There are Wild Animals and Farm Animals, Outside and Home, Clothes and Pets included. The board book is large, so the entries do not feel compressed. I find it particularly fun to recognize familiar characters: Red Fish, Blue Fish, Yertle, and more.
Blocks of color frame the featured illustrated words. White portions hold the iconic font. Enjoy this introduction to the Dr.!
Dr. Seuss's 100 First Words
illustrated by Jan Gerardi
Random House, 2018
Monday, April 23, 2018
I really enjoy Suzy Ultman's work for first readers. Tiny Farm and Tiny Town are thick-paged, shaped board books with die cuts. There's a patterned depiction reminiscent of Scandinavian art. Or maybe needlework. The small layout is filled with illustrations and capitalized words which identify objects and animals.
It is easy to image propping these books open for further play. They would create inspiring settings for the imaginative. Muted colors offer contrast to the sparse use of neon. What delightful work!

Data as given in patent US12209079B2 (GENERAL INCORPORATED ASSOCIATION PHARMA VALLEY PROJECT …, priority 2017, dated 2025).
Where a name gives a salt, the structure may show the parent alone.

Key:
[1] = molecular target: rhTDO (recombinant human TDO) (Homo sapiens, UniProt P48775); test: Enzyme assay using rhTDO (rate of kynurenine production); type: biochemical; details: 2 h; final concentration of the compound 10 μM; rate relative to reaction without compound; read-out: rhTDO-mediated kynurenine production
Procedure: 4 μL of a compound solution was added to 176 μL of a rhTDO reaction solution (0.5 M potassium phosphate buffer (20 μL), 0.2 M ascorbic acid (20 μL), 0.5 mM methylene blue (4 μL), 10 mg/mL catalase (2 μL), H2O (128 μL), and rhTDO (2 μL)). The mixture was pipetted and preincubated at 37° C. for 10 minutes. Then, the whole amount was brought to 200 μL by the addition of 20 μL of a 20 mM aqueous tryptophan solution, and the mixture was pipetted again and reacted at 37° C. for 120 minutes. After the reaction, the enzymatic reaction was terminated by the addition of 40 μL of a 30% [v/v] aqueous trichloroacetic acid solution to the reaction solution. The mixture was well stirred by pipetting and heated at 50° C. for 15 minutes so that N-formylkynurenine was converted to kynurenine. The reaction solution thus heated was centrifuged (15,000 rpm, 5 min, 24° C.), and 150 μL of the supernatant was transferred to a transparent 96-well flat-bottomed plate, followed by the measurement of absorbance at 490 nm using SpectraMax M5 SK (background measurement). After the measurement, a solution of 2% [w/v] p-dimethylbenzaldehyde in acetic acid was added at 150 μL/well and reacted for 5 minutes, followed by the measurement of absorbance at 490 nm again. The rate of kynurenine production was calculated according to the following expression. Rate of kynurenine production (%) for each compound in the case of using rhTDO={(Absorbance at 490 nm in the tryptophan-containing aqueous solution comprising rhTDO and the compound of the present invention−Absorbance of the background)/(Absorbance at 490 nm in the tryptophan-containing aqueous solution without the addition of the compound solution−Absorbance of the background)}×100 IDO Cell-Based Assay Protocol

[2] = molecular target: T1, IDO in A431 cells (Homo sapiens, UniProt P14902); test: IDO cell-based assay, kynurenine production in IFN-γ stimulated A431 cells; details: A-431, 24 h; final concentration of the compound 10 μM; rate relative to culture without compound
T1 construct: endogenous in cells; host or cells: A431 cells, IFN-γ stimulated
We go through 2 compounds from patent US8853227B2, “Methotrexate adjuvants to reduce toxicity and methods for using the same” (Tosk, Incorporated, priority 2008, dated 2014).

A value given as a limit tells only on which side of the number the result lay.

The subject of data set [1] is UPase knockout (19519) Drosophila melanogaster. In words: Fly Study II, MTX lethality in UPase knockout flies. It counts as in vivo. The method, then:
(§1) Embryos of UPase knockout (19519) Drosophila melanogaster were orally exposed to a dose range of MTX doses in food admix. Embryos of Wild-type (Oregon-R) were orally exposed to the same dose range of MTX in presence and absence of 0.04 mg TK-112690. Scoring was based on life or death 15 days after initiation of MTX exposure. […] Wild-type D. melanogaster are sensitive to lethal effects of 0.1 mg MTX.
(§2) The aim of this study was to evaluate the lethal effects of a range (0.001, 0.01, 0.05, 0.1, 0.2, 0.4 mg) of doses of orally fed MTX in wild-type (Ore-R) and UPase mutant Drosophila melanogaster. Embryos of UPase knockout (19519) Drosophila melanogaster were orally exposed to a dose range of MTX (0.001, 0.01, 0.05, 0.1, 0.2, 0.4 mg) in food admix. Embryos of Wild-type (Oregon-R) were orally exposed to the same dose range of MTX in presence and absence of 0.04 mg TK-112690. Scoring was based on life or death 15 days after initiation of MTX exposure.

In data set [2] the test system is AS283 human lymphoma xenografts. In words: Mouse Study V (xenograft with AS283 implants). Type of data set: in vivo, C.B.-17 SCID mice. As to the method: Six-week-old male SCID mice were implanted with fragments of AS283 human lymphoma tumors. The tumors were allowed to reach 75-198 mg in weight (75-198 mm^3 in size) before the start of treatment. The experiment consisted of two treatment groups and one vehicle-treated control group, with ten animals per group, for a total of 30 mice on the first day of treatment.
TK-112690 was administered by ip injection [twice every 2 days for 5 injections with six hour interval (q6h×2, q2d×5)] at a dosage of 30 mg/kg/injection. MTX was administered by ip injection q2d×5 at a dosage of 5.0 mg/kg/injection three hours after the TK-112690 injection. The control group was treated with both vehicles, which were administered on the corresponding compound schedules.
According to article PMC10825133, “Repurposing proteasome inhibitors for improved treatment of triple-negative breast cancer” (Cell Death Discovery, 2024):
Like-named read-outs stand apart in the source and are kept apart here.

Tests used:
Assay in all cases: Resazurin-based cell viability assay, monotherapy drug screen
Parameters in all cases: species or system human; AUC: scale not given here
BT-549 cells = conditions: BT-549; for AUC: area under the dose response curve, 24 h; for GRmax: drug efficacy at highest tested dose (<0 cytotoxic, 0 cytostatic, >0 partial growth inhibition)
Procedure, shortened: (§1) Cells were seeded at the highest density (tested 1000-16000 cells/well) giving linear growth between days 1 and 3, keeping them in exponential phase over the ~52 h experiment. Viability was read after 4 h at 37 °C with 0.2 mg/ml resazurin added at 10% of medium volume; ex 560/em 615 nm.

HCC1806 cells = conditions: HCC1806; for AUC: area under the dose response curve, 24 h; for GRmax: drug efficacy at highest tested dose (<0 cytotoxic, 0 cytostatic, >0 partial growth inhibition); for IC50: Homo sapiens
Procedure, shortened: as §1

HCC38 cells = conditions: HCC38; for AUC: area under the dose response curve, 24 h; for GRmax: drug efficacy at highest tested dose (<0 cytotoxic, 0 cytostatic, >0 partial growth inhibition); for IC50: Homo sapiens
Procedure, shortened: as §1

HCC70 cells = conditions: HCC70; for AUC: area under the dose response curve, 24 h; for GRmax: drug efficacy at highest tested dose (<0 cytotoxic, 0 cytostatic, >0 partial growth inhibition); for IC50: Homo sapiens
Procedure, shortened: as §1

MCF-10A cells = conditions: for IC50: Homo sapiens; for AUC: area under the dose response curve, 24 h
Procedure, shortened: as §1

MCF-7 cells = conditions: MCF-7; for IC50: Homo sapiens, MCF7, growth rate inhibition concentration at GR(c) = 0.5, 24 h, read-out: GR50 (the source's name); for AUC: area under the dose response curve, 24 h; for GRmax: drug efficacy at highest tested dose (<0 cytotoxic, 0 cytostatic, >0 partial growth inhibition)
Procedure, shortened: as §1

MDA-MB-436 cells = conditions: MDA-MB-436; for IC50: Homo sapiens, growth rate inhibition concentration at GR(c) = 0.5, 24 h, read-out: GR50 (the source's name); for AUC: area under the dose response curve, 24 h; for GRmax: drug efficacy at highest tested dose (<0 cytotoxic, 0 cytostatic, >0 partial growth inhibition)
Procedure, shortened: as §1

by Suzy Ultman
Tuesday, April 17, 2018
A Round of Robins is such a joyful, lyrical presentation of nonfiction. Following a pair of robins, the rocking rhythm and rhyme brings tenderness to creation. And reviews agree:
« “A charmer of an animal family story, with rhymes that are a pleasure to read aloud.” – Publisher’s Weekly, starred review
« “An utterly charming choice for most collections, perfect for one-on-one and small group sharing.” – School Library Journal, starred review
« “Follow a pair of robin parents as they raise not one but two sets of baby robins in this factual and funny volume.” – The Horn Book, starred reviewHere is my favorite spread:
A heater hides on Mama's chest
To warm each egg inside her nest
With sensors set at incubake,
In just a dozen days she'll make
Four little ones all set to hatch-
An up-and-coming birdie batch.
Sergio Ruzzier's art in muted colors with expressive characters adds to the charm. Happy National Poetry month, everyone. Enjoy this delight with your readertotz!
A Round of Robins
by Katie Hesterman
illustrated by Sergio Ruzzier
Nancy Paulsen Books, 2018
Friday, March 30, 2018
The reviews are coming in for John Oliver's children's book, written by staff at Last Week Tonight. Congrats to all in this effort!
"Sincerely delightful-full of the attentive details and poetic grace notes that distinguish good children’s books.” –The New Yorker
“Above all, this is a sweet and funny book about of tolerance, friendship, and the one message even our youngest kids can grasp perhaps more easily than perhaps any other: Love is love. I know my own kids would love getting this for Easter.” –Cool Mom Picks